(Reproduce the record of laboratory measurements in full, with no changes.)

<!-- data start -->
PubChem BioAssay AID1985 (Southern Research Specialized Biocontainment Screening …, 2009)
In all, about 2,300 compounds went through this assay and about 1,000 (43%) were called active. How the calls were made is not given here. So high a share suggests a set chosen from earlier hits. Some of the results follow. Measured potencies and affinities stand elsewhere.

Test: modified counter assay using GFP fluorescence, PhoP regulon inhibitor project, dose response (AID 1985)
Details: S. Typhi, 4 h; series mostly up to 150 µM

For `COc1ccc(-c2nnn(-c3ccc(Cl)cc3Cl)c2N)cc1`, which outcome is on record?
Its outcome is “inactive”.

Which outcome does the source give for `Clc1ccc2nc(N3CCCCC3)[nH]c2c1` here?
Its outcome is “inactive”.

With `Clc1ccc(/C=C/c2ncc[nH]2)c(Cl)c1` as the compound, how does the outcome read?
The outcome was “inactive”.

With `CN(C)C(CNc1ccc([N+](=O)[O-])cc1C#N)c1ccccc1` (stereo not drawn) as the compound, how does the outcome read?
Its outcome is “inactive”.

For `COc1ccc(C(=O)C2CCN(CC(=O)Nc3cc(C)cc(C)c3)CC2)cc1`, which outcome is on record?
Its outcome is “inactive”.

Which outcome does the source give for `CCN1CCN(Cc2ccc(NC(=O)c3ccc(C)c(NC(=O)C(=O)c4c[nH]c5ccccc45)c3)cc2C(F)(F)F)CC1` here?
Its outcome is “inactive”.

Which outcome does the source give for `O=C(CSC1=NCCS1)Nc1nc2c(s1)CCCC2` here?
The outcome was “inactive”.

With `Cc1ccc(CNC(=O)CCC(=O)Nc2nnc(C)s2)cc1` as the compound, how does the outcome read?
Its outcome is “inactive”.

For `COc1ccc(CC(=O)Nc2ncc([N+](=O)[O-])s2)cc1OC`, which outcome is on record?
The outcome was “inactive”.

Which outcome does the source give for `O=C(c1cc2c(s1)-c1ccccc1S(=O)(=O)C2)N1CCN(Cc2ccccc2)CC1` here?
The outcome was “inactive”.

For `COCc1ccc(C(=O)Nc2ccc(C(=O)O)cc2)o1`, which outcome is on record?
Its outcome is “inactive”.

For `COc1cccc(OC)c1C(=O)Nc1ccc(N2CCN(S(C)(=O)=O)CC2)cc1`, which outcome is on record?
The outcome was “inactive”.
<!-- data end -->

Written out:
PubChem BioAssay AID1985 (Southern Research Specialized Biocontainment Screening …, 2009)
In all, about 2,300 compounds went through this assay and about 1,000 (43%) were called active. How the calls were made is not given here. So high a share suggests a set chosen from earlier hits. Some of the results follow. Measured potencies and affinities stand elsewhere.

Test: modified counter assay using GFP fluorescence, PhoP regulon inhibitor project, dose response (AID 1985)
Details: S. Typhi, 4 h; series mostly up to 150 µM

For `COc1ccc(-c2nnn(-c3ccc(Cl)cc3Cl)c2N)cc1`, which outcome is on record?
Its outcome is “inactive”.

Which outcome does the source give for `Clc1ccc2nc(N3CCCCC3)[nH]c2c1` here?
Its outcome is “inactive”.

With `Clc1ccc(/C=C/c2ncc[nH]2)c(Cl)c1` as the compound, how does the outcome read?
The outcome was “inactive”.

With `CN(C)C(CNc1ccc([N+](=O)[O-])cc1C#N)c1ccccc1` (stereo not drawn) as the compound, how does the outcome read?
Its outcome is “inactive”.

For `COc1ccc(C(=O)C2CCN(CC(=O)Nc3cc(C)cc(C)c3)CC2)cc1`, which outcome is on record?
Its outcome is “inactive”.

Which outcome does the source give for `CCN1CCN(Cc2ccc(NC(=O)c3ccc(C)c(NC(=O)C(=O)c4c[nH]c5ccccc45)c3)cc2C(F)(F)F)CC1` here?
Its outcome is “inactive”.

Which outcome does the source give for `O=C(CSC1=NCCS1)Nc1nc2c(s1)CCCC2` here?
The outcome was “inactive”.

With `Cc1ccc(CNC(=O)CCC(=O)Nc2nnc(C)s2)cc1` as the compound, how does the outcome read?
Its outcome is “inactive”.

For `COc1ccc(CC(=O)Nc2ncc([N+](=O)[O-])s2)cc1OC`, which outcome is on record?
The outcome was “inactive”.

Which outcome does the source give for `O=C(c1cc2c(s1)-c1ccccc1S(=O)(=O)C2)N1CCN(Cc2ccccc2)CC1` here?
The outcome was “inactive”.

For `COCc1ccc(C(=O)Nc2ccc(C(=O)O)cc2)o1`, which outcome is on record?
Its outcome is “inactive”.

For `COc1cccc(OC)c1C(=O)Nc1ccc(N2CCN(S(C)(=O)=O)CC2)cc1`, which outcome is on record?
The outcome was “inactive”.